Photos: Courtesy of Cindy Willis

Daffodils, Croci, Hellebores, Tulips and Pansies! Among these and many other plants that whisper ‘spring has finally come’, pansies are delicate and beautiful annual flowers enjoyed in border plantings and flower boxes. Pansies are great for adding instant pops of color well before late Spring and Summer plants produce blooms.

Pansies can be planted very early in the Spring, soon after the danger of frost is gone. In the Hamptons, the risk of frost is considered to be gone by the second week of April, but the exact dates may vary from year to year. Pansies may last and bloom through June, if planted in the sun, watered regularly and are not eaten by deer. Unfortunately for pansies and gardeners, pansies are a treat for deer and are best planted in areas that are not easily accessed by our furry-tailed friends or foes.   

Pansies may sound like simple flowers, yet they are a product of many generations of hybridization, the science of creating mixed or hybrid varieties of two or more species. Pansies carry DNA of melanium and violas, and have been especially beloved and perfected in England, where Lady Mary Elizabeth Bennet (1785–1861) and her gardener, William Richardson, cross-bred various species of heartsease, found at her father’s estate at Walton-upon-Thames, Surrey. Heartsease is a species of viola that was then considered a weed. At the same time, James, Lord Gambier, and his gardener, William Thompson, were cross-breeding violas brought back by English explorers from around the world. As the result of their efforts and the work of other, less-known, gardeners, there were 400 named pansies available to gardeners by 1833. Pansies became one of England’s most favorite flowers.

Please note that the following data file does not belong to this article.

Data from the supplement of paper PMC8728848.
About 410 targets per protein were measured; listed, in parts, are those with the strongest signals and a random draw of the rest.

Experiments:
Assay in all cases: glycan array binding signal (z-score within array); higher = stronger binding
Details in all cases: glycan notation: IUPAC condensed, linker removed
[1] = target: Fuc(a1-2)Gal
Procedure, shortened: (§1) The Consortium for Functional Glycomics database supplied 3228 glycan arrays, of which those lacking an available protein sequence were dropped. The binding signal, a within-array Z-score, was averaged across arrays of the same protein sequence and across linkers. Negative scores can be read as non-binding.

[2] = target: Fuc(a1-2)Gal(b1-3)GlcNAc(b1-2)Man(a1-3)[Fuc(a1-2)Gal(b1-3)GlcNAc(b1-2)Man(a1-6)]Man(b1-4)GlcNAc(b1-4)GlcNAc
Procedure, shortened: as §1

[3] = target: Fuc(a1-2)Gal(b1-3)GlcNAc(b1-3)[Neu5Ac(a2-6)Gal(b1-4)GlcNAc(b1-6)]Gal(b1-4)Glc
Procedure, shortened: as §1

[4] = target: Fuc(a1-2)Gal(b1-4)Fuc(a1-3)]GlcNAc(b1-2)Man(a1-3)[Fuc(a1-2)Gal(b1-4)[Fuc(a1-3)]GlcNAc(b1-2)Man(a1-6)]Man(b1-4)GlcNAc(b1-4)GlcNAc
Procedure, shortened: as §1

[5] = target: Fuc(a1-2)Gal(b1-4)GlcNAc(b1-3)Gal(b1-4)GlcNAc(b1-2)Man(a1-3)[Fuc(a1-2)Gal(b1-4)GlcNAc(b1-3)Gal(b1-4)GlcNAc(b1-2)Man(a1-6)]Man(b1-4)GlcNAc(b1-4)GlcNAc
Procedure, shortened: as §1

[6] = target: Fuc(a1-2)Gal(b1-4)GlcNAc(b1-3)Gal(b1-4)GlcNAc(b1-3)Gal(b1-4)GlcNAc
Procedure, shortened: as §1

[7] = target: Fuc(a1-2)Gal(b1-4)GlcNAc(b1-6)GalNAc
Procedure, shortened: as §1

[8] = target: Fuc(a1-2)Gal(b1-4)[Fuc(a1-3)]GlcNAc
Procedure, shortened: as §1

Even though pansies are a labor of love of many English gardeners, the name of the flowers is thought to be derived from French “pensee”, or “thought”. Known also as Viola in England since at least the 15th Century, the early genus was a symbol of remembrance of loved ones. 

According to the Farmer’s Almanac, plant pansies in a sunny, but preferably cool spot in the early Spring. The ideal spot for pansies has lots of early morning sun, but a somewhat shady afternoon. A wide ranging supply of pansy plants is always available in the early Spring at Fowlers’ in Southampton (formerly Lynch’s), or numerous farm stands around the area. Enrich neutral or slightly acidic soil with compost and water well, but make sure that the water can drain well, too. Plant pansies 7 to 12 inches apart, since each plant is likely to spread 9 to 12 inches and grow 6 to 9 inches tall.